The vacuum is already being used in multiple cases and has helped solve an 18-year-old cold homicide case by successfully gathering DNA evidence off of the murder weapon—a rock—and allowing detectives to match a suspect’s DNA against it.

Honorable Mention: Green Rubber Manufacturing Technology by Technology Holding, LLC;
Rocket Motor Thrust Termination by Orbital ATK


Outdoor and Consumer Products

ageLOC Me by Nu Skin
Everyone’s skin is different. Taking optimal care of your skin as you age isn’t as easy as going out and buying a generic moisturizer and calling it a day. Nu Skin is looking to help take the guesswork out of skin care with ageLOC Me—a customized skin care device that provides individuals with a personalized skin care regimen based on their individual needs.

Drawing from a desire to facilitate product customization and use innovative technology for anti-aging skin care products, ageLOC Me first starts with an app-based assessment that takes into account the user’s personal preferences, skin care needs and environmental factors. The results of the assessment lead the device to select a customized regimen from over 2,000 possible combinations. The device will then dispense a dose of mixed serums and moisturizers daily and nightly. The device keeps track of product usage, which saves time, ensures no product is wasted through overuse, and will remind the user if they miss their morning or evening amount, or if product amounts are getting low. It also has a travel mode, allowing users to take product with them in smaller, convenient containers.

SnapPower Guidelight by SnapPower
In place of the standard nightlight—which can be bulky and energy draining—SnapPower developed a nightlight that’s sleek and efficient. SnapPower Guidelights are a replaced electrical outlet faceplate with LED lighting on the bottom. It is easily self-installed, as the user just has to remove their previous electrical faceplate and snap the SnapPower Guidelights on, using its unique, patented prong technology. The lights require no batteries or wires.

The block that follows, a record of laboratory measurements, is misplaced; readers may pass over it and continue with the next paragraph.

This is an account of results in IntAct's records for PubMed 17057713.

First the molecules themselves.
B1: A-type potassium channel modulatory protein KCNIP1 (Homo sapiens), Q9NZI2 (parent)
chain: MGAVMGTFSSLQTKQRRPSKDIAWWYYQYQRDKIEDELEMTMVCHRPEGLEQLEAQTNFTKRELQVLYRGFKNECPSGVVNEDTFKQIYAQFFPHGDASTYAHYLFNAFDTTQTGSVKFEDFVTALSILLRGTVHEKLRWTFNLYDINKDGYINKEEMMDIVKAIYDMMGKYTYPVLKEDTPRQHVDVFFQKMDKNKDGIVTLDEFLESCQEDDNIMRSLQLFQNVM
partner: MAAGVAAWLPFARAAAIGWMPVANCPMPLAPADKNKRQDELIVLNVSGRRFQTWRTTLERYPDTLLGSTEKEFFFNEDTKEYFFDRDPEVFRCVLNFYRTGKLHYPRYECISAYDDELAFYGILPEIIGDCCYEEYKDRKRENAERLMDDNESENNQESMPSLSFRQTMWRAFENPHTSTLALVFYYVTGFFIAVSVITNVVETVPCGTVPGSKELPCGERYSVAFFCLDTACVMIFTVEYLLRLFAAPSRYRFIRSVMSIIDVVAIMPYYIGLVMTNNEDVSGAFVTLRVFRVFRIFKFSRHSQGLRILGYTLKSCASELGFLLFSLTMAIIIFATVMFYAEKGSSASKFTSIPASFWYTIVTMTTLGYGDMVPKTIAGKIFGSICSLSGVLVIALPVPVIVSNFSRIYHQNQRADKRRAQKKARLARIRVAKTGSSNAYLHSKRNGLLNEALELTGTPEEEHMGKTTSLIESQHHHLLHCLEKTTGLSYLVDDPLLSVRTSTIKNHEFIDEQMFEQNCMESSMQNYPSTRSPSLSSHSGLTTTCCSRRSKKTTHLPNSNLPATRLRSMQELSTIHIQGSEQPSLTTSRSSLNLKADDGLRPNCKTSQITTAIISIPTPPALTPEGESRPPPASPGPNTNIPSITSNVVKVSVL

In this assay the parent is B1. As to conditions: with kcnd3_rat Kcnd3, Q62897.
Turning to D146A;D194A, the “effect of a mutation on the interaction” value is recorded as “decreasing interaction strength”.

The nightlight has an on/off sensor, and the lights’ sleek design shine toward the floor, allowing them to gently illuminate pathways, bathrooms or children’s rooms. Since it isn’t manually plugged in the same way a traditional nightlight is, children can’t unplug the Guidelights, either.
According to Jesse Leishman, SnapPower’s CEO, SnapPower Guidelight was released to the market in mid 2014, and the company has already sold more than $5 million worth of Guidelights.

Razik Epitome & Vortex by Razik Bicycles
For the best in road cycling, the gold standard is a carbon bicycle, which is both lightweight and strong. The carbon bike market is quite crowded, with hundreds of carbon bike brands worldwide. Razik Bicycles—made of carbon fiber using technology licensed from Brigham Young University—has distinguished itself by solving a problem most carbon bicycles have. Their Vortex and Epitome models both do not sacrifice strength for weight.

Both models are built with Isotruss technology, a patented structure developed at BYU. Razik has adapted and modified Isotruss to meet the unique requirements of bicycles. Isotruss has fantastic strength and, coupled with its low weight, outpaces solid carbon structures. Furthermore, while other designs have a limited rider weight, the Vortex can support a 300 lb. rider as easily and comfortably as it can one that weighs less than 100 lbs.

In addition, Razik says that the Isotruss gives its bikes a better ride—while carbon frames can feel “dead” to the rider, Razik says, their two models are lively and exciting.

Honorable Mention: Jaybird Freedom by Jaybird